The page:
- "PHL :: American Airlines Newsroom". aa.com. Archived from the original on February 24, 2015.
- "Loss of a corporate headquarters may cost Phoenix jobs, prestige". Dallasnews.com. Archived from the original on September 23, 2015. Retrieved September 17, 2016.
- "Annual Stats File - 2020" (PDF). Archived (PDF) from the original on November 2, 2021.
- "DCA :: American Airlines Newsroom". aa.com. Archived from the original on February 24, 2015.
- "Partner airlines". Archived from the original on April 6, 2020. Retrieved December 23, 2020.
- "American Airlines and Aer Lingus Launch New Codeshare Agreement". Archived from the original on January 11, 2022. Retrieved January 11, 2022.
- "Code Share Agreements". Archived from the original on January 23, 2022. Retrieved January 23, 2022.
- "American Airlines / GOL Begins codeshare service from mid-Feb 2020 | Routes". Archived from the original on February 9, 2020. Retrieved February 10, 2020.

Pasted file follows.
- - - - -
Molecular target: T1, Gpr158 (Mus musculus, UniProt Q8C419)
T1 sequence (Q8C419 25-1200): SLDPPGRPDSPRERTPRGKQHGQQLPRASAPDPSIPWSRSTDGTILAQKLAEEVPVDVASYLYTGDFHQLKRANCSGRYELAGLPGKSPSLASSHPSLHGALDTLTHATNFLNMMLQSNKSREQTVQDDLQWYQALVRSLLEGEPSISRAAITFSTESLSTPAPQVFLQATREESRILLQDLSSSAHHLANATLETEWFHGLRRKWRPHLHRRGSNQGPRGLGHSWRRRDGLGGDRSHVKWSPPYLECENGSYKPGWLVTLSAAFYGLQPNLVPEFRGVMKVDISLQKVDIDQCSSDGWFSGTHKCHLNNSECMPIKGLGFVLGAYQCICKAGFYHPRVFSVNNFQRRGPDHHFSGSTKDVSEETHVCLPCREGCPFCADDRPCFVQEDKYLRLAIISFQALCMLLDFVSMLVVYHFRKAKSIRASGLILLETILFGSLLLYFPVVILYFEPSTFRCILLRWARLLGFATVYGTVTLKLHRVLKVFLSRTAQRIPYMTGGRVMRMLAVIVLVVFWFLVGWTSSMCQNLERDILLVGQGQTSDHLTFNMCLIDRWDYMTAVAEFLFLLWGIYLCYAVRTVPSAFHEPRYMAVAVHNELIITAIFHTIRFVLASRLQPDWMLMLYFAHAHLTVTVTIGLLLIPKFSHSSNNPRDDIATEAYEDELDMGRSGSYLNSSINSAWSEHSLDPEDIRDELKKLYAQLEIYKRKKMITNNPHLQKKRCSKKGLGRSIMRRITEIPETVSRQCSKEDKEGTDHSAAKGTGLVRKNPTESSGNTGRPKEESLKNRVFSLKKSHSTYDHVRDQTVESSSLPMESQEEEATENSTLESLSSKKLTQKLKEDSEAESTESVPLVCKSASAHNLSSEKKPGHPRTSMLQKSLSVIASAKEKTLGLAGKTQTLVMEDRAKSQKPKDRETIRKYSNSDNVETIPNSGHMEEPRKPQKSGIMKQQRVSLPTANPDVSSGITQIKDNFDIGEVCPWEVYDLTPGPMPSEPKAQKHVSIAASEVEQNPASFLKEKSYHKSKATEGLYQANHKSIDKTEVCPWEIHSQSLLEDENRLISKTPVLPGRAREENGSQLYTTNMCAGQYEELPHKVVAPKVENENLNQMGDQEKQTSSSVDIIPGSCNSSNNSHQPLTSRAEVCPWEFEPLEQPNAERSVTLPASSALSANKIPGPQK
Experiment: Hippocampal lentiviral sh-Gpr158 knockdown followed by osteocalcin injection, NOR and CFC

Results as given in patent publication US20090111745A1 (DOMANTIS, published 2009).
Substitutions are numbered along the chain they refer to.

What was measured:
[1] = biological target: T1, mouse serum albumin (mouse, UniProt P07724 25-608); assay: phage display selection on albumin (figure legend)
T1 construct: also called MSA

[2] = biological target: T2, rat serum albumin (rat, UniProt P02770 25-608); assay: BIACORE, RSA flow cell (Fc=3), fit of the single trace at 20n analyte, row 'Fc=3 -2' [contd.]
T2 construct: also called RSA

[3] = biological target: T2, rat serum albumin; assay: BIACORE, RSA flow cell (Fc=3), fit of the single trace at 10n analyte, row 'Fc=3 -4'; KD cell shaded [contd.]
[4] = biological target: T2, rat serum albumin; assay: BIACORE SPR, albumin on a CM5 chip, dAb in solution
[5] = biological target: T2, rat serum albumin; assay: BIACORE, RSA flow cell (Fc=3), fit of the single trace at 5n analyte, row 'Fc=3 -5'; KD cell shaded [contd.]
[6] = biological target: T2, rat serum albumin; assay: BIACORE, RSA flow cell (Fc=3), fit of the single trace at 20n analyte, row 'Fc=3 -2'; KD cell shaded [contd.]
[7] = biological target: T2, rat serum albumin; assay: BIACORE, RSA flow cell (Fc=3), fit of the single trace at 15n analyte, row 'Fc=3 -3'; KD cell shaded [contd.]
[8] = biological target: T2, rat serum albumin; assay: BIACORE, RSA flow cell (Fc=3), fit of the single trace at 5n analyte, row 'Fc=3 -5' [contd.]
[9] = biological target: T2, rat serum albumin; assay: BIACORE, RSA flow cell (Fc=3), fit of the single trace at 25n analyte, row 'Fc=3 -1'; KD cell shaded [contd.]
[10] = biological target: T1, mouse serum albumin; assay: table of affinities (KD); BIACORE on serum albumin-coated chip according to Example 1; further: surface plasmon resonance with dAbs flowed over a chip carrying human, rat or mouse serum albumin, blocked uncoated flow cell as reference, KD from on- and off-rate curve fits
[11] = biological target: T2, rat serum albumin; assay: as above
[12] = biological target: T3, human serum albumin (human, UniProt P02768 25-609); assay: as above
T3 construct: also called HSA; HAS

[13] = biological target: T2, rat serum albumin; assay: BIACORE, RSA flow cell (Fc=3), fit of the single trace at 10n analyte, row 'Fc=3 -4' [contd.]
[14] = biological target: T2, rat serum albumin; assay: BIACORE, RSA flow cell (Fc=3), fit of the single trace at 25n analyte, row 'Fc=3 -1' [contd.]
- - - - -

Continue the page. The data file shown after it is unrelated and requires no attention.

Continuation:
- "India nonstops on the way, American Airlines codeshares with IndiGo for India connections". The Times of India. Archived from the original on September 28, 2021. Retrieved September 28, 2021.
- "JetBlue and American will share passengers in bid to fend off United and Delta". CNBC. July 16, 2020. Archived from the original on July 16, 2020. Retrieved July 16, 2020.
- "American Airlines and JetSMART Sign Letter of Intent to Create the Broadest and Most Rewarding Network in the Americas". Archived from the original on August 4, 2021. Retrieved October 3, 2021.
- "LEVEL, American Airlines resumes Codeshare Agreement". Archived from the original on January 23, 2022. Retrieved January 23, 2022.